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Discussion Starter · #1 ·
Any of you guys who have worked in a music store know it's always good for business when you get a band director out of hot water. Boy did I get a doosey last week.
One of his students got a swab caught in the upper joint of a Buffet E11 clarinet. To try and get it out he shoved a big drum stick into the middle tenon to try and push it out the top. CRACK!!!!! Three long cracks starting in the middle tenon and going almost 1/2 way up the joint. Miraculously the cracks did not go through any tone holes.
Normally I wouldn't do a job like this. I would strongly suggest replacing the joint. But when your biggest school account is asking for a really big favor, you do what ever you can.
The bottom 1/2 of the joint was very unstable. No way could I put it in a lathe for carbon fiber banding. I couln't find any place to do the carbon fiber banding with out a post or tone hole getting in the way. (I don't like that technique anyway). I had to figure out a way to stablize the tenon enough to machine it down to accept a sleeve.
I finally spread the cracks a little by pushing the joint up on a trumpet mandrel and forcing Elmers carpenters glue into the cracks. I put a band clamp on the tenon and let it set for 24 hours. When I removed the clamp I was surprised at how stable the tenon was.
So I put one pin in each crack as low on the joint as possible to further stabalize the joint. Then I very carefully machined the tenon down and installed a snug sleeve.
After the epoxy was set I sized the tenon, cut a cork track, put in 6 more pins, did all the fill and dress, and was done. I still can't believe how well it turned out. I've never put 9 pins in a joint before and never want to do it again.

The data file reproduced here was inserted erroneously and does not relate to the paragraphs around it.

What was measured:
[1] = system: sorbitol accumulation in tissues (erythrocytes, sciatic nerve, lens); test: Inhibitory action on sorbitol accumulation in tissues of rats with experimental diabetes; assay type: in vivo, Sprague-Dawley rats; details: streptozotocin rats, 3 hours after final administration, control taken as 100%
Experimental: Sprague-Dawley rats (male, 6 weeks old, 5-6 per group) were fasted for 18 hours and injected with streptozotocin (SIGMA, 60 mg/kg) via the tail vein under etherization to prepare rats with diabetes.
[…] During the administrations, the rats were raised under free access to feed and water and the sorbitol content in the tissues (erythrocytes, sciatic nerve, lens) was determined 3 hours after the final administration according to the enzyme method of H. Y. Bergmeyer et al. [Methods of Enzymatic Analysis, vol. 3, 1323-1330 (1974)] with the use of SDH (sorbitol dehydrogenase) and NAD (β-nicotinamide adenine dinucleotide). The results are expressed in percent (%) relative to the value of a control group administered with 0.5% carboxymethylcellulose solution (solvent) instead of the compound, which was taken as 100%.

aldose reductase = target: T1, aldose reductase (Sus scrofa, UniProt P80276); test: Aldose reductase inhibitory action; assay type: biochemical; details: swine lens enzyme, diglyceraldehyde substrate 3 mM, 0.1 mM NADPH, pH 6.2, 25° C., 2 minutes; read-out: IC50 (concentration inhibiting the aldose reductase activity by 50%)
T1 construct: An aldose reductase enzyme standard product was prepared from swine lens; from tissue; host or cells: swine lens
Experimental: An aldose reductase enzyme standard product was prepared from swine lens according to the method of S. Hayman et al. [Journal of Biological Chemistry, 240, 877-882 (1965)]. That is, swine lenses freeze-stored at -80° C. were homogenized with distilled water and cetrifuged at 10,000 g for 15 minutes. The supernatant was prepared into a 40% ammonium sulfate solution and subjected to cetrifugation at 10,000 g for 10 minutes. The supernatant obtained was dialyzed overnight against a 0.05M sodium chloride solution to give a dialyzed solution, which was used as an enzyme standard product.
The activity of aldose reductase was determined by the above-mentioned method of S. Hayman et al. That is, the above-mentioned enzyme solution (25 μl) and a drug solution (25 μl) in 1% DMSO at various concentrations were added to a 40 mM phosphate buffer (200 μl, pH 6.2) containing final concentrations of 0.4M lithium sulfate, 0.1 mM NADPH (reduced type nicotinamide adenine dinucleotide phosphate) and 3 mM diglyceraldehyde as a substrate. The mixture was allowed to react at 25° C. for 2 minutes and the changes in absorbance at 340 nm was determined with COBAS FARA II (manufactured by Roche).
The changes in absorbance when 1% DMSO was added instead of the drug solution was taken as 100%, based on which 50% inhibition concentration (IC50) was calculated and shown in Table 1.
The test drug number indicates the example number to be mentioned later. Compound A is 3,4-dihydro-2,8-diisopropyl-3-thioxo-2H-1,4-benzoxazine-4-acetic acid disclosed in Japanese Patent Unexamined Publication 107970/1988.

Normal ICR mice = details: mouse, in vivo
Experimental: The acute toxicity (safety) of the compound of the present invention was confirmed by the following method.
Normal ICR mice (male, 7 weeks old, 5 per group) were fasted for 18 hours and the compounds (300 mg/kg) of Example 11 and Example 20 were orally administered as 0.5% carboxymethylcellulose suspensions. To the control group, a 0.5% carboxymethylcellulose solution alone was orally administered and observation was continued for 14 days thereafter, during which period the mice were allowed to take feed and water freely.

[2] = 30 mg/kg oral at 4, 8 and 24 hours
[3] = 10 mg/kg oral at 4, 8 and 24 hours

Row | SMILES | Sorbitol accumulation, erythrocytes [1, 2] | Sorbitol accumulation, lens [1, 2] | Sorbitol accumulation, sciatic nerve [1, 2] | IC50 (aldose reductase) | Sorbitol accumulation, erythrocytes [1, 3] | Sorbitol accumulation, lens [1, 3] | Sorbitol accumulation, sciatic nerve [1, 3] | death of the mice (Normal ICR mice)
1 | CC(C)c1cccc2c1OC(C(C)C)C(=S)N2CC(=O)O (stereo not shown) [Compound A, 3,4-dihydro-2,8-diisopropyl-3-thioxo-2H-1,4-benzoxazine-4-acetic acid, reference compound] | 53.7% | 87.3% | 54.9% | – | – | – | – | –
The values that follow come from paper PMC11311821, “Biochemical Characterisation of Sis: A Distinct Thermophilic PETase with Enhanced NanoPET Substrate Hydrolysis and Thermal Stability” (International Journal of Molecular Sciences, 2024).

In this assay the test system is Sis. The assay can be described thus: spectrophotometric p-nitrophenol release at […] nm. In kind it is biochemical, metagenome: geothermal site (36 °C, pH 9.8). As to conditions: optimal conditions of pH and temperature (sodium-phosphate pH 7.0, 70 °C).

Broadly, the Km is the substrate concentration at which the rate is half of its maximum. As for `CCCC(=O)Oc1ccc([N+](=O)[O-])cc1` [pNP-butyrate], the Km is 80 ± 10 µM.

Elmers carpenters glue is some really strong stuff. I'm surprised I never thought of using it before on woodwinds.
 

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Nice! You might want to check out some of the techniques that violinmakers use. I believe they use hyde glue which is reversible if you should ever want to remove the glue (I'm not sure if you would want to anyway). Elmer's is not reversible.
 

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AFAIK, hide glue can be freed on the likes of violin bodies, by the use of a hot knife. And that is a major reason it is used,.

But if it turns out unsuitable in a crack on a clarinet, you will never get it out with a hot knife!

AFAIK Elmers glue is not a good filler, because of shrinkage as it dries. And often filling qualities are appropriate or necessary for clarinet cracks. Epoxy is an excellent adhesive and filler.

For clarinet splits there is considerable merit in getting the adhesive right down to the bottom of the crack. One way to attempt this with higher viscosity glues such as epoxy, is to force the glue in using a thumb (perhaps covered by a surgical glove.)

However probably the ideal way is to use a very low viscosity glue that wicks to the bottom by capillary action. And that is the benefit in using a low-viscosity superglue, that is appropriately applied. This too, is a poor filler, so it needs to be repeatedly applied until the gap is filled. For wider splits, where more filling is required, IMO there are two appropriate solutions: Either use epoxy on its own (or with a black powder pigment mixed in for cosmetic reasons) , or superglue in conjunction with grenadilla dust used as a filler.

If using epoxy, the slower setting formulations tend to glue better than the fast setting, perhaps because they have time to seep better into the surface structure of the timber.
 

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Discussion Starter · #4 ·
Hi Gordon, The Elmers wasn't intended to "fix" the cracks. The Elmers was only to stablize the cracks enough to allow me to machine the tenon so I could fit a tenon sleeve. The "fix" was the sleeve and the pins. I do fill with superglue and grenadilla dust.
 

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Distinguished Technician & SOTW Columnist. RIP, Yo
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:) :)
 
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